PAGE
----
The Subjective and Objective Evaluation of Incentive Stock Options
AbstractOwners of incentive options invariably hold undiversified portfolios. This paper derives a model for the subjective and objective values of such options. The subjective value—the value to the holder—is less than the market value because the option is held in an undiversified portfolio and because it is exercised suboptimally from the market perspective. The objective value is the cost to the firm of issuing the option and lies between the market and subjective values. This value recognizes the suboptimal exercise but not the undiversified discount. The model, which is the Black-Scholes model with modified parameters, is simple to use.
Download InfoIf you experience problems downloading a file, check if you have the proper application to view it first. In case of further problems read the IDEAS help page. Note that these files are not on the IDEAS site. Please be patient as the files may be large.
Bibliographic InfoArticle provided by University of Chicago Press in its journal Journal of Business.
Volume (Year): 79 (2006)
Issue (Month): 2 (March)
Contact details of provider:
Web page: http://www.journals.uchicago.edu/JB/
You can help add them by filling out this form.
Blog mentionsAs found by EconAcademics.org, the blog aggregator for Economics research:CitEc Project, subscribe to its RSS feed for this item.
- Jens Carsten Jackwerth & James E. Hodder, 2008.
"Managerial Responses to Incentives: Control of Firm Risk, Derivative Pricing Implications, and Outside Wealth Management,"
CoFE Discussion Paper, Center of Finance and Econometrics, University of Konstanz
08-07, Center of Finance and Econometrics, University of Konstanz.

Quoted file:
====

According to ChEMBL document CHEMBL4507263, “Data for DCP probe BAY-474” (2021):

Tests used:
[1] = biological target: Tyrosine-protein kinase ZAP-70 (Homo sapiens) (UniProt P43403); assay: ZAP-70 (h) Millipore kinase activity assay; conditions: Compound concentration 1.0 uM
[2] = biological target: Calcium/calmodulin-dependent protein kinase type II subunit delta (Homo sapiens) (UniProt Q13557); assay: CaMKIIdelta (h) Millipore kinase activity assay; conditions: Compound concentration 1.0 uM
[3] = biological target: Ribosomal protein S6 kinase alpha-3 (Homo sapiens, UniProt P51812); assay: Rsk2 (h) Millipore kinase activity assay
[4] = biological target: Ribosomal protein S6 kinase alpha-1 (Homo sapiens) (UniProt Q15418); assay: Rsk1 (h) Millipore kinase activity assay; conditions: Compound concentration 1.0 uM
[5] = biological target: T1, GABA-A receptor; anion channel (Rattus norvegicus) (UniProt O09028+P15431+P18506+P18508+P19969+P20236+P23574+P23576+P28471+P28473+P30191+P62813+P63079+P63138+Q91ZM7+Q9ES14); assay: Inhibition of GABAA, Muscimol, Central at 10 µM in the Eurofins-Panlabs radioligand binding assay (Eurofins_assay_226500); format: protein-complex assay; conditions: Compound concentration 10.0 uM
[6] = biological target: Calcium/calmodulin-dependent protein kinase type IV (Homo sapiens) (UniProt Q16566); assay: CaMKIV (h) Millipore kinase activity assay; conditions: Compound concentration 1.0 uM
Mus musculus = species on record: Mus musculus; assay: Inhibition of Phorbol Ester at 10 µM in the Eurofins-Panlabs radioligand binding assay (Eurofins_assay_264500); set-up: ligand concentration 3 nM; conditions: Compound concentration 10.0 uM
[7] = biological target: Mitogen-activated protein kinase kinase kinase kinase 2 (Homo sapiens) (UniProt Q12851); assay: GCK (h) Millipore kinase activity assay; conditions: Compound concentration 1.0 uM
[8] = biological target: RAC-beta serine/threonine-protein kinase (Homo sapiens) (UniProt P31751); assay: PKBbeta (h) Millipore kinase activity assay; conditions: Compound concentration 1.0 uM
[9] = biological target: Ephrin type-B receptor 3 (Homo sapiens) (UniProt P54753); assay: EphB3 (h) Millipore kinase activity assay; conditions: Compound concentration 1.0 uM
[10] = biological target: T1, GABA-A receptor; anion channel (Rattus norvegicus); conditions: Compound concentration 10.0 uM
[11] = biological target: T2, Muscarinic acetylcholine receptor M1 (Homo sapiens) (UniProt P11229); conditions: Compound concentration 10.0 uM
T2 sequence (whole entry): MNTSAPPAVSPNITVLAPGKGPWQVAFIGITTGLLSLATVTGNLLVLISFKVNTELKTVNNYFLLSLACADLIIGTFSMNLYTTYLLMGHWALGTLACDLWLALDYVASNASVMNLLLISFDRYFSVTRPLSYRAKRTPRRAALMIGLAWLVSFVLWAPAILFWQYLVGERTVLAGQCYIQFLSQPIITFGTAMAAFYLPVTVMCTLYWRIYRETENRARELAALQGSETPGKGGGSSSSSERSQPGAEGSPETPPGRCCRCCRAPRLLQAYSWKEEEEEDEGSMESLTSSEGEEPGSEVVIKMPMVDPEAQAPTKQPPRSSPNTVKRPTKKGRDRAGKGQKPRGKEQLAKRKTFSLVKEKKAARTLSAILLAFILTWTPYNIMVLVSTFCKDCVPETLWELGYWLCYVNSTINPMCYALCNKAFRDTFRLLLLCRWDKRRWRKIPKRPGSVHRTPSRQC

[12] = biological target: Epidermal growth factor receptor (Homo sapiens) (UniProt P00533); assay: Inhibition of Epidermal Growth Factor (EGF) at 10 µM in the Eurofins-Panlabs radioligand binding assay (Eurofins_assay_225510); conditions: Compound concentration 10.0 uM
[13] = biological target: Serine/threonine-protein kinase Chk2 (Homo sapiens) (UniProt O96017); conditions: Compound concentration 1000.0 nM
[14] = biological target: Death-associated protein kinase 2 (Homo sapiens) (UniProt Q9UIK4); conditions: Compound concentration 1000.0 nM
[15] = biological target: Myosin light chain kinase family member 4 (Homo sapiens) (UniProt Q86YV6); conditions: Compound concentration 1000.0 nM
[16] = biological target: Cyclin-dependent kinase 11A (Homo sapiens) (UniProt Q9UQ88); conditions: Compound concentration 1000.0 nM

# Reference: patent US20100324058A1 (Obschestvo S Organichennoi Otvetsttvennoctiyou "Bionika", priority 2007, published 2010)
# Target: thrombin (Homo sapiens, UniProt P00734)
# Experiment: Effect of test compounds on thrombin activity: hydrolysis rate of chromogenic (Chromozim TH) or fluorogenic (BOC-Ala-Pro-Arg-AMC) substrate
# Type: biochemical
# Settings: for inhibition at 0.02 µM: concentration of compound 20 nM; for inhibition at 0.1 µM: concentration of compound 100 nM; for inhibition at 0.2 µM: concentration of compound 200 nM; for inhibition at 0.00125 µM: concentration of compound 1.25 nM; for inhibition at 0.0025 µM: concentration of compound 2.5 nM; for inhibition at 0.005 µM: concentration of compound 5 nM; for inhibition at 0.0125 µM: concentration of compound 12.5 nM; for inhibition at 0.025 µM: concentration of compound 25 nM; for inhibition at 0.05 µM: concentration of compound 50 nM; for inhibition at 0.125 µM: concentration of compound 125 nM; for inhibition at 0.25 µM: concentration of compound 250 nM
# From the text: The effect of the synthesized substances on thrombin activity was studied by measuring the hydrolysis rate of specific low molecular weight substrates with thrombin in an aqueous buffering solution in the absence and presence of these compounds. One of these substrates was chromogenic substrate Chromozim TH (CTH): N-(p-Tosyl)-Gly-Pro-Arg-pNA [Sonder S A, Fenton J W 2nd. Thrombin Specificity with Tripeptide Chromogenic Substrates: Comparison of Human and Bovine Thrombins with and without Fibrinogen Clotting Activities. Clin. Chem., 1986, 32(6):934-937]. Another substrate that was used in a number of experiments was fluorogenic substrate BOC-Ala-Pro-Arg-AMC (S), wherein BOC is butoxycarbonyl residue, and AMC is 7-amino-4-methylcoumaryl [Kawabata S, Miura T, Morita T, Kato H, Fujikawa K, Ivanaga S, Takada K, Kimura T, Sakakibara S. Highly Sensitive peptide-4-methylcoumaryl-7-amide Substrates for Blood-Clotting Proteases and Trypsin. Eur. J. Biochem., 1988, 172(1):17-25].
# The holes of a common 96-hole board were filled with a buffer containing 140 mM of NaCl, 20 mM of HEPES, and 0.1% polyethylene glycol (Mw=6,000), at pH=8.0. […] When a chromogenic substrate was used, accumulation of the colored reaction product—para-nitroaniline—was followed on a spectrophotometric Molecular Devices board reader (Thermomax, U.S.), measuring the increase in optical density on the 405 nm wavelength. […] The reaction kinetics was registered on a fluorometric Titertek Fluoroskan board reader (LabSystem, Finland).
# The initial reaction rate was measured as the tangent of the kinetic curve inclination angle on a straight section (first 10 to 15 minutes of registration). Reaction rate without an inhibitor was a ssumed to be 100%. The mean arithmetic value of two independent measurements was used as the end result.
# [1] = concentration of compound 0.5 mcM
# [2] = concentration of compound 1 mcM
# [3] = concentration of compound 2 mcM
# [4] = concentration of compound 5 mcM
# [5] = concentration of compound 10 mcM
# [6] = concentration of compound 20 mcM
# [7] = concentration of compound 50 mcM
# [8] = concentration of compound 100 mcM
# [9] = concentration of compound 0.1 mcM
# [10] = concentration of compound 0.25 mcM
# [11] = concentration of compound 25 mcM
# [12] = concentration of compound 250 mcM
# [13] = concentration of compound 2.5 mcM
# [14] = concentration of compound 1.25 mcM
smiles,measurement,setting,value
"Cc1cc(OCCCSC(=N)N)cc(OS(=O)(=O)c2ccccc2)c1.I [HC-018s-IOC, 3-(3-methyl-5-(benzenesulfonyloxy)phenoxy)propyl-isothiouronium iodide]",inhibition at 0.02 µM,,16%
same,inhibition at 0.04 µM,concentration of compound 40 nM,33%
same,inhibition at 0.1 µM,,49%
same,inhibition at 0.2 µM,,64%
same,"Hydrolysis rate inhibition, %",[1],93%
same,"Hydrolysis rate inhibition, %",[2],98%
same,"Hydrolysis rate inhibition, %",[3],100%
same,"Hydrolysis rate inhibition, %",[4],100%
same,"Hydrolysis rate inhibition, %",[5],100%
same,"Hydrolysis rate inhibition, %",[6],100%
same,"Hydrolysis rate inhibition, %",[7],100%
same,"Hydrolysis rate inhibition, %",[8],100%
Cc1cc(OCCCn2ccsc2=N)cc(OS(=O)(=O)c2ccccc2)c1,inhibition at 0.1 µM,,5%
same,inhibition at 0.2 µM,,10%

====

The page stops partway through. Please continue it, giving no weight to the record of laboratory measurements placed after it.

- Hodder, James E. & Jackwerth, Jens Carsten, 2011. "Managerial responses to incentives: Control of firm risk, derivative pricing implications, and outside wealth management," Journal of Banking & Finance, Elsevier, Elsevier, vol. 35(6), pages 1507-1518, June.
- Jackwerth, Jens Carsten & Hodder, James E., 2008. "Managerial Responses to Incentives: Control of Firm Risk, Derivative Pricing Implications, and Outside Wealth Management," MPRA Paper 11643, University Library of Munich, Germany.
- Florian S. Peters & Alexander F. Wagner, 2012.
"The Executive Turnover Risk Premium,"
Tinbergen Institute Discussion Papers
12-021/2/DSF30, Tinbergen Institute.
- Florian S. PETERS & Alexander F. WAGNER, 2008. "The executive turnover risk premium," Swiss Finance Institute Research Paper Series, Swiss Finance Institute 08-11, Swiss Finance Institute.
- L. Rogers & José Scheinkman, 2007. "Optimal exercise of executive stock options," Finance and Stochastics, Springer, vol. 11(3), pages 357-372, July.
- Carmona, Julio & León, Angel & Vaello-Sebastiá, Antoni, 2011.
"Does Stock Return Predictability Affect ESO Fair Value?,"
QM&ET Working Papers
11-2, Universidad de Alicante, Departamento de Métodos Cuantitativos y Teoría Económica, revised 16 Jan 2012.
- Carmona, Julio & León, Angel & Vaello-Sebastià, Antoni, 2012. "Does stock return predictability affect ESO fair value?," European Journal of Operational Research, Elsevier, Elsevier, vol. 223(1), pages 188-202.
- Carola Frydman & Dirk Jenter, 2010.
CESifo Working Paper Series
3277, CESifo Group Munich.
- Carola Frydman & Dirk Jenter, 2010. "CEO Compensation," Annual Review of Financial Economics, Annual Reviews, Annual Reviews, vol. 2(1), pages 75-102, December.
- Carola Frydman & Dirk Jenter, 2010. "CEO Compensation," NBER Working Papers 16585, National Bureau of Economic Research, Inc.
- Frydman, Carola & Jenter, Dirk, 2010. "CEO Compensation," Research Papers, Stanford University, Graduate School of Business 2069, Stanford University, Graduate School of Business.
For technical questions regarding this item, or to correct its authors, title, abstract, bibliographic or download information, contact: (Journals Division).
If references are entirely missing, you can add them using this form.